What is Rewilding and should I leave my garden to run wild?

A beaver dam, at the heart of ‘A Rewilding Britain Landscape’. Designed by Urquhart & Hunt in support of Rewilding Britain.

The garden awarded Best in Show at Chelsea last week, depicts a rich landscape flourishing thanks to the return of an ecosystem engineer species to the land, the beaver. Titled ‘A Rewilding Britain Landscape’, the garden explains the importance of disturbance in maximising opportunities for biodiversity to flourish. 

Common bistort (Persicaria bistorta), with marsh spurge (Euphorbia palustris), ragged-robin (Lychnis flos-cuculi).

Their dams create a matrix of wetland habitats, and their act in thinning and coppicing trees lets light in for wildflowers that seed more freely on the disturbed earth. Water flows slowly through the land, filtering and capturing sediments that feed the regeneration while protecting freshwater wildlife from pollution. Birds and mammals thrive as fish spawn and insect populations’ boom.

Foxgloves (Digitalis purpurea), cow parsley (Anthriscus sylvestris) and herb robert (Geranium robertianum) thrive on an earth bank faced with stone, where conditions are too impoverished for thuggish grasses and nettles to take hold.

What is Rewilding?

Rewilding in the true sense, applies to projects working on land areas over 1000 acres, where free-roaming ‘engineer species’ can be reintroduced to roam freely. These help restore three key ecological processes; trophic complexity, dispersal, and stochastic disturbances;

  1. Trophic complexity simply means having a complex food web, but flora and fauna interact and depend on each other in lots of other ways too. Pigs turning the soil create bare ground where wildflower seeds germinate, that support insect populations. Without the boars, dense grassland can be dominant, which is less supportive of pollinators.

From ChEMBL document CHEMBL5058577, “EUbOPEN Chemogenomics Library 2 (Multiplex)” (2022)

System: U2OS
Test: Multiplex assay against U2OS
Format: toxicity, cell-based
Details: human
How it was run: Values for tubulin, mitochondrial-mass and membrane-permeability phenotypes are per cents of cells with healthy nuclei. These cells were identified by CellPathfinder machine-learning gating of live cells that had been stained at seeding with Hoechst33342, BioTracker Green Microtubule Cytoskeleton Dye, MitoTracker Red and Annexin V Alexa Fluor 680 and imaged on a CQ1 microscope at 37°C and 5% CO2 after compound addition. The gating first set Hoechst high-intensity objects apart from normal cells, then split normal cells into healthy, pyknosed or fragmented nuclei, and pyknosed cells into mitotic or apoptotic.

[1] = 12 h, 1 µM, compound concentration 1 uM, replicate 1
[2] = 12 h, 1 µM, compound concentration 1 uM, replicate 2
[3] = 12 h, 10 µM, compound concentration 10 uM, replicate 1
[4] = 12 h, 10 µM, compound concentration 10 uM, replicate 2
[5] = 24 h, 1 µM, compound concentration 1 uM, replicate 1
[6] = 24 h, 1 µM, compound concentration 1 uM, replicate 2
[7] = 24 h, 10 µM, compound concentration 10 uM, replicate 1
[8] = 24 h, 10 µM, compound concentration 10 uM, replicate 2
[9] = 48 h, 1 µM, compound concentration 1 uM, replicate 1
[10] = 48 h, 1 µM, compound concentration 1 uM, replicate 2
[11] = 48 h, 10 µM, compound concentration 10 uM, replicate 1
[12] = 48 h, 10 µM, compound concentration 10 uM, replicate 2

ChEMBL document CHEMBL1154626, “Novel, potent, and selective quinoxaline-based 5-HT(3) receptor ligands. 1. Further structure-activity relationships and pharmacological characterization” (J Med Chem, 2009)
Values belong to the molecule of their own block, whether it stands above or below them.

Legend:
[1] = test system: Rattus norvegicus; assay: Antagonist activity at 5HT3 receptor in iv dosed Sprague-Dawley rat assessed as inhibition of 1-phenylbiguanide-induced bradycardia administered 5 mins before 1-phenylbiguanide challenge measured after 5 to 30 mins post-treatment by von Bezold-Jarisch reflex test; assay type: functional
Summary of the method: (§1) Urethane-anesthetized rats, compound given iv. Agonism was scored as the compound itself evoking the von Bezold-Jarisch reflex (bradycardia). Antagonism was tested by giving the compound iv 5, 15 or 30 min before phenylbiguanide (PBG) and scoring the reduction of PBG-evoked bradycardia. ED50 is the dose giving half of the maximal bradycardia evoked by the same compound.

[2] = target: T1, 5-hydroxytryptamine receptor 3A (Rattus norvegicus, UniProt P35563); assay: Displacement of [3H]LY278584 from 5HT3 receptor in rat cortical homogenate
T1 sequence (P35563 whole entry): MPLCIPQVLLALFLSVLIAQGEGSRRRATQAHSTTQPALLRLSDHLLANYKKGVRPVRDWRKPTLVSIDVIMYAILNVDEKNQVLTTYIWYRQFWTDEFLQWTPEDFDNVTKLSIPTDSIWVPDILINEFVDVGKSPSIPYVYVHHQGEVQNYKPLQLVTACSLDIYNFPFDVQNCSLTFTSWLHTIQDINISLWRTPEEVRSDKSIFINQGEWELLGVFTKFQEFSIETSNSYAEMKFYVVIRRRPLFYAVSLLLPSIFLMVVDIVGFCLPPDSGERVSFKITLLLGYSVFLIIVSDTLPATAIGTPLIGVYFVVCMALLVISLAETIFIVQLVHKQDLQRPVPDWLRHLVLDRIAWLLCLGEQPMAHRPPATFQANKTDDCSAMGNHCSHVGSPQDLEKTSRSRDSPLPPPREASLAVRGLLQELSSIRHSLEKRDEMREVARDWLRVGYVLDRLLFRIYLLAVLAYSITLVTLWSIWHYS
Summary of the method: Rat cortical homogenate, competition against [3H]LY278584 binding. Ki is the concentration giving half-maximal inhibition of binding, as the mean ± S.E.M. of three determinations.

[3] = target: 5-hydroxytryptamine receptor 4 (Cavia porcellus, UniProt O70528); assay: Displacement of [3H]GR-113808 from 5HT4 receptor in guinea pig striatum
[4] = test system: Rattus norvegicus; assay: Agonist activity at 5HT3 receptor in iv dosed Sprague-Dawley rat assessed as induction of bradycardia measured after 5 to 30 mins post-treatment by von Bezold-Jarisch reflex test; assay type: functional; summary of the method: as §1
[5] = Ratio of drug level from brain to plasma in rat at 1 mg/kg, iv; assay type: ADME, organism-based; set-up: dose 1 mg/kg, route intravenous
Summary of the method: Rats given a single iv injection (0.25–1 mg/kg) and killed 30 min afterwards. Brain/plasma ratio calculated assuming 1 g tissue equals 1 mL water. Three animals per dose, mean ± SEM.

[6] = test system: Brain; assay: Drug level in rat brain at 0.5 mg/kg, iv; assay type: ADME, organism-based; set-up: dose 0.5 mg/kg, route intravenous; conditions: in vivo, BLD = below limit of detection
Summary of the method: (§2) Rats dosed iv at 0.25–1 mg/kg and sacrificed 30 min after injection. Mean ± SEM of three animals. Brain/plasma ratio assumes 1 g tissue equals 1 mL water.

2. Dispersal is all about letting populations of plants and animals intermingle so they can exchange genes, letting seeds find their way to new places, and letting wildlife roam to find new habitat.
  3. Stochastic disturbances are somewhat random events, such as wildfires, flooding, landslides, and even the arrival of diseases and pests that threaten plants. These create opportunities for change, regeneration, and a boost in pioneer and ruderal plants, adapted to quickly colonising bare earth.

The smaller the plot of land we want to rewild, the more likely that human intervention will be needed to help along the processes noted above. One Tamworth pig alone ploughs up to 60 acres a year, so it would make its way through the average british garden in just two and half hours before you’d need to move it on to somewhere else. I know if I left my own garden to run wild, it would quikly turn into dense thicket of sycamore trees, seeded from the tree next door.

Silverweed (Argentina anserina) with the southern marsh orchid (Dactylorhiza praetermissa).